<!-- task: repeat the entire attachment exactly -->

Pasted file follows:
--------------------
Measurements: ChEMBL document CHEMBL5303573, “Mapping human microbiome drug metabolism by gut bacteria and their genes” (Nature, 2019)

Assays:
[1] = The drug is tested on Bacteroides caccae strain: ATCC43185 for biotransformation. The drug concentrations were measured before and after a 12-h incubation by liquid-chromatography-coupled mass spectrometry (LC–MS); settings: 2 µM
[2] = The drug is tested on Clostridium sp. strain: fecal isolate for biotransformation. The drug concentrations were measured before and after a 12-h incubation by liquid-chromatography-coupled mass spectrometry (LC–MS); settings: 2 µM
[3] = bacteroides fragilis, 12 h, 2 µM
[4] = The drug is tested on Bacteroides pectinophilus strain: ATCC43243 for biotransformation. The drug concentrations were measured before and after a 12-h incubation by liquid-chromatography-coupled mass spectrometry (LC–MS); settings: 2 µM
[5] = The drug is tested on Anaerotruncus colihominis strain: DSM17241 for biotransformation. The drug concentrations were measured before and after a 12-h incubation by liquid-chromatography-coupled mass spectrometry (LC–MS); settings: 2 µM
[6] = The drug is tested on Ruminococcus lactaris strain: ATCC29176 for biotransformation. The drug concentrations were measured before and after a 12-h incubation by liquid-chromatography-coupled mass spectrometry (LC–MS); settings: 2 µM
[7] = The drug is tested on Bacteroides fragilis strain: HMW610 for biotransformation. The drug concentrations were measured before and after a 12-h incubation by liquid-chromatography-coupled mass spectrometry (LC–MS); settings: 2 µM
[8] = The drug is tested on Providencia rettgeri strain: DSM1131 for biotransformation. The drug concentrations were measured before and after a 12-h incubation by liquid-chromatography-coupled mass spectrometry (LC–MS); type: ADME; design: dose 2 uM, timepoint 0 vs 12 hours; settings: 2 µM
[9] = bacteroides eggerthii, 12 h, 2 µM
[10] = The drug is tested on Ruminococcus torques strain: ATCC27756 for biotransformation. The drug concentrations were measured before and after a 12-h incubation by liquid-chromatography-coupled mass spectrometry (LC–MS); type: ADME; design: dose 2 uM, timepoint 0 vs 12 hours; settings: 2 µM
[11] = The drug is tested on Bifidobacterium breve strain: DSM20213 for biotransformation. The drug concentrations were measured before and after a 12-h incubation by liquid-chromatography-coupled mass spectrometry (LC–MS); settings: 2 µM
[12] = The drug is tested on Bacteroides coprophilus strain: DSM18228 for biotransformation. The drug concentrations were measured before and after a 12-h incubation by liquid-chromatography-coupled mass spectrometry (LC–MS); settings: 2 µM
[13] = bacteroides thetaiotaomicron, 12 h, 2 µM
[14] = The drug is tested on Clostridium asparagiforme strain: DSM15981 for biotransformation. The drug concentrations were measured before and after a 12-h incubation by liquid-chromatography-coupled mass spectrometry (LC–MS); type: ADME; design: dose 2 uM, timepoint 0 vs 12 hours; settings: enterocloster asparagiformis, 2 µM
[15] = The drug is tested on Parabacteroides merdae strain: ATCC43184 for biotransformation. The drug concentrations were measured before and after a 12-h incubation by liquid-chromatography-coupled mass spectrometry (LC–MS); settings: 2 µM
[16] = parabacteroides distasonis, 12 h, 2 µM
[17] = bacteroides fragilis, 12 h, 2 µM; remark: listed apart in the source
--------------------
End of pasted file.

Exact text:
Measurements: ChEMBL document CHEMBL5303573, “Mapping human microbiome drug metabolism by gut bacteria and their genes” (Nature, 2019)

Assays:
[1] = The drug is tested on Bacteroides caccae strain: ATCC43185 for biotransformation. The drug concentrations were measured before and after a 12-h incubation by liquid-chromatography-coupled mass spectrometry (LC–MS); settings: 2 µM
[2] = The drug is tested on Clostridium sp. strain: fecal isolate for biotransformation. The drug concentrations were measured before and after a 12-h incubation by liquid-chromatography-coupled mass spectrometry (LC–MS); settings: 2 µM
[3] = bacteroides fragilis, 12 h, 2 µM
[4] = The drug is tested on Bacteroides pectinophilus strain: ATCC43243 for biotransformation. The drug concentrations were measured before and after a 12-h incubation by liquid-chromatography-coupled mass spectrometry (LC–MS); settings: 2 µM
[5] = The drug is tested on Anaerotruncus colihominis strain: DSM17241 for biotransformation. The drug concentrations were measured before and after a 12-h incubation by liquid-chromatography-coupled mass spectrometry (LC–MS); settings: 2 µM
[6] = The drug is tested on Ruminococcus lactaris strain: ATCC29176 for biotransformation. The drug concentrations were measured before and after a 12-h incubation by liquid-chromatography-coupled mass spectrometry (LC–MS); settings: 2 µM
[7] = The drug is tested on Bacteroides fragilis strain: HMW610 for biotransformation. The drug concentrations were measured before and after a 12-h incubation by liquid-chromatography-coupled mass spectrometry (LC–MS); settings: 2 µM
[8] = The drug is tested on Providencia rettgeri strain: DSM1131 for biotransformation. The drug concentrations were measured before and after a 12-h incubation by liquid-chromatography-coupled mass spectrometry (LC–MS); type: ADME; design: dose 2 uM, timepoint 0 vs 12 hours; settings: 2 µM
[9] = bacteroides eggerthii, 12 h, 2 µM
[10] = The drug is tested on Ruminococcus torques strain: ATCC27756 for biotransformation. The drug concentrations were measured before and after a 12-h incubation by liquid-chromatography-coupled mass spectrometry (LC–MS); type: ADME; design: dose 2 uM, timepoint 0 vs 12 hours; settings: 2 µM
[11] = The drug is tested on Bifidobacterium breve strain: DSM20213 for biotransformation. The drug concentrations were measured before and after a 12-h incubation by liquid-chromatography-coupled mass spectrometry (LC–MS); settings: 2 µM
[12] = The drug is tested on Bacteroides coprophilus strain: DSM18228 for biotransformation. The drug concentrations were measured before and after a 12-h incubation by liquid-chromatography-coupled mass spectrometry (LC–MS); settings: 2 µM
[13] = bacteroides thetaiotaomicron, 12 h, 2 µM
[14] = The drug is tested on Clostridium asparagiforme strain: DSM15981 for biotransformation. The drug concentrations were measured before and after a 12-h incubation by liquid-chromatography-coupled mass spectrometry (LC–MS); type: ADME; design: dose 2 uM, timepoint 0 vs 12 hours; settings: enterocloster asparagiformis, 2 µM
[15] = The drug is tested on Parabacteroides merdae strain: ATCC43184 for biotransformation. The drug concentrations were measured before and after a 12-h incubation by liquid-chromatography-coupled mass spectrometry (LC–MS); settings: 2 µM
[16] = parabacteroides distasonis, 12 h, 2 µM
[17] = bacteroides fragilis, 12 h, 2 µM; remark: listed apart in the source